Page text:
Broadband networks stand firm during pandemic

13 May 2020

Average UK broadband speeds largely held up during the coronavirus (Covid-19) lockdown  despite rising demand from home working, online lessons and TV streaming.

This is according to our Home Broadband Performance Report, which shows how broadband speeds changed before and after the lockdown.

Demands on the broadband network have been driven in part by home working and by school closures, leading to a rise in use of streaming and learning services. Some broadband providers have reported an increase  up between 35% and 60% in weekday daytime traffic since the lockdown began.

Our report also shows that broadband speeds in rural areas are catching up to those in towns and cities. The proportion of rural lines receiving at least superfast broadband during peak times continues to increase – from 44% in 2018 to 56% in 2019 – while the proportion not receiving a decent connection  at peak times fell from 33% to 22%.

However, broadband speeds in rural areas still lag behind those in urban areas. Urban peak-time speeds reached almost double those reached in rural areas during 2019.

Broadband in the UK has really been put to the test by the pandemic, so it’s encouraging that speeds have largely held up. This has helped people to keep working, learning and staying connected with friends and family.

Yih-Choung Teh, Ofcom’s Group Director for Strategy and Research

Top tips on helping you stay connected

Ofcom’s Stay Connected campaign includes a range of tips to help ensure people get the best out of their internet connection during the coronavirus period:

Our ten top tips to help you stay connected during the coronavirus. You can use our broadband and mobile coverage checker to test your speed, and try using landline or wifi calling if you can.

For more information, see our guides on getting the most out of your broadband and mobile services at home.

Broadband and mobile coverage revealed

Today, we’ve also published our Connected Nations spring update, which looks at broadband availability and mobile coverage in the UK in January 2020, before the outbreak of Covid-19 in the UK. It shows:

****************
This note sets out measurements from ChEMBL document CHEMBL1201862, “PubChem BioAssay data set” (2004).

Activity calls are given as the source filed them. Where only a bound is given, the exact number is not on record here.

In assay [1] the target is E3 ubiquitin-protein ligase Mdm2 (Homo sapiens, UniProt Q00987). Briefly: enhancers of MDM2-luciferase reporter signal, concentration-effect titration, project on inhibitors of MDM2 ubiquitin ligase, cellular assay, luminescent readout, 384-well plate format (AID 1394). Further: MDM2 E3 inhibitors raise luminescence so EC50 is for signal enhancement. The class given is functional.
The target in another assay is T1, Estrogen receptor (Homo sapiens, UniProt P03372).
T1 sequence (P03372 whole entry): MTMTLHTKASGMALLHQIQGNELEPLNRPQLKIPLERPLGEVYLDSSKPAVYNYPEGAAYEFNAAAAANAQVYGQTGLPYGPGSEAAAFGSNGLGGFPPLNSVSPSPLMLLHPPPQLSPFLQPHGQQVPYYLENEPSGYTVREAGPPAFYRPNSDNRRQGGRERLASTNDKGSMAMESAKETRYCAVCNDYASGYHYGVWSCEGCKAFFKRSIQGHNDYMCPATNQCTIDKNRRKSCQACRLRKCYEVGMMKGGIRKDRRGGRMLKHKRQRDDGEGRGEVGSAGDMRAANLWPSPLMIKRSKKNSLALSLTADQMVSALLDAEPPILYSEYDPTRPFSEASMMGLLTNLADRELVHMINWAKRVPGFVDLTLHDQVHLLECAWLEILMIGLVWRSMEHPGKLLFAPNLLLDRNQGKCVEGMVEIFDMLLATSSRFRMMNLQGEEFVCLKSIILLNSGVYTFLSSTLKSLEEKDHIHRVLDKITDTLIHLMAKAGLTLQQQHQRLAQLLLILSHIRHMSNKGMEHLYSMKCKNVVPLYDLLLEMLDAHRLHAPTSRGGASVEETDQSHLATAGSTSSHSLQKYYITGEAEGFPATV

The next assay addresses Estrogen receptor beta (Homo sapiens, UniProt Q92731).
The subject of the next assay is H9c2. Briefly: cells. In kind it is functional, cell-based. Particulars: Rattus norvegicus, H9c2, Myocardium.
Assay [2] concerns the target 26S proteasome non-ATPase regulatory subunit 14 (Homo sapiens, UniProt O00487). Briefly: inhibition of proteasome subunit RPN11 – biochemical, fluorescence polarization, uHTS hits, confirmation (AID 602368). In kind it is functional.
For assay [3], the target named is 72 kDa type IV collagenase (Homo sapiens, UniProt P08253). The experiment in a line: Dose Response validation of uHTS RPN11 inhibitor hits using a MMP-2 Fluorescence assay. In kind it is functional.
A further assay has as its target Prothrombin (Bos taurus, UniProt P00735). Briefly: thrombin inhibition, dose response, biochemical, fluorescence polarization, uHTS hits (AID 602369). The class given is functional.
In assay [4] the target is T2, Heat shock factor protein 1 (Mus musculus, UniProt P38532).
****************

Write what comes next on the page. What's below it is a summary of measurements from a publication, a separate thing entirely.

• 3.5 million homes (12%) can now access full-fibre broadband, up by a fifth since September last year;
  • availability of other high-speed broadband services has continued to increase. Ultrafast broadband is now available to 55% of UK households, compared to 53% in our last update. Meanwhile superfast broadband remains available to 95% of UK households.
  • Around 2% of homes and businesses are unable to get a decent fixed broadband connection. However, anyone who can’t get a decent service now has the legal right to request one – thanks to new rules that came into force in March. The continued rollout of mobile broadband services is also helping to get more people connected.
  • We’re making sure our regulation helps support local areas as they roll out faster fibre networks – including price protections for customers. This is part of our work to support competition and investment in faster, more reliable fibre networks.
  • Mobile coverage remains largely unchanged since our December report. But since then, the UK Government and four mobile network providers have agreed to develop a shared rural network, to help improve coverage across the UK. Each company has committed to deliver good quality 4G coverage to at least 90% of the UK over the next six years.